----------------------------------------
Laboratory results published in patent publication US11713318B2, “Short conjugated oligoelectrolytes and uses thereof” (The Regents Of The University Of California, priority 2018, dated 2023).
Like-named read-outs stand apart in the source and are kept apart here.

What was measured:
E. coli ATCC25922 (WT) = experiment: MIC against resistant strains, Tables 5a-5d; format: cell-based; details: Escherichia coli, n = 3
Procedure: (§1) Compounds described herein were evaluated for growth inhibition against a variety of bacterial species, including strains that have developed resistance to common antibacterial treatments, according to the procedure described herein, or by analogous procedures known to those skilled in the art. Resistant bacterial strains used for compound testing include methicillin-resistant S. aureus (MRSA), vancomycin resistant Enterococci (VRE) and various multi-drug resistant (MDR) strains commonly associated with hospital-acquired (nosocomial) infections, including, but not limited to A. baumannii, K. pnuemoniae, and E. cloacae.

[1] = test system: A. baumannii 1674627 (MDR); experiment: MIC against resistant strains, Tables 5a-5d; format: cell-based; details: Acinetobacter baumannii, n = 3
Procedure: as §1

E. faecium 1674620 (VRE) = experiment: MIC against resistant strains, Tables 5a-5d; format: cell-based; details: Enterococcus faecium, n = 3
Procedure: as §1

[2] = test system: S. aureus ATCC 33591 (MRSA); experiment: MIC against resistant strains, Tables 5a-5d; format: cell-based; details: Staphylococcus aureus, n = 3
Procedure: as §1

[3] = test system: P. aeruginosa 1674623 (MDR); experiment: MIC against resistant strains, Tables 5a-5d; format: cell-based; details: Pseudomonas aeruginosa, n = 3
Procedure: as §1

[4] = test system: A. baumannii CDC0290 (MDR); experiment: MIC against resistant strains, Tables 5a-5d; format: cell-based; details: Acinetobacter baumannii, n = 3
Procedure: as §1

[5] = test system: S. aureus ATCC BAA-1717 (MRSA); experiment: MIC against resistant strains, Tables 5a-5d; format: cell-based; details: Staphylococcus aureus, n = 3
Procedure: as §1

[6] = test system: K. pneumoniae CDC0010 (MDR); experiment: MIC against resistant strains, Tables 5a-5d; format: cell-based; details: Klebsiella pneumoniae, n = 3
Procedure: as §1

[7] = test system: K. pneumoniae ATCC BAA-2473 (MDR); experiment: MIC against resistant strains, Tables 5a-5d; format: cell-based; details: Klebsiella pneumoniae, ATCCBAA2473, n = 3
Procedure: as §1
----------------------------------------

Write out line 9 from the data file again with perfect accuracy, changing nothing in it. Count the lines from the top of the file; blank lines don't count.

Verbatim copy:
Procedure: as §1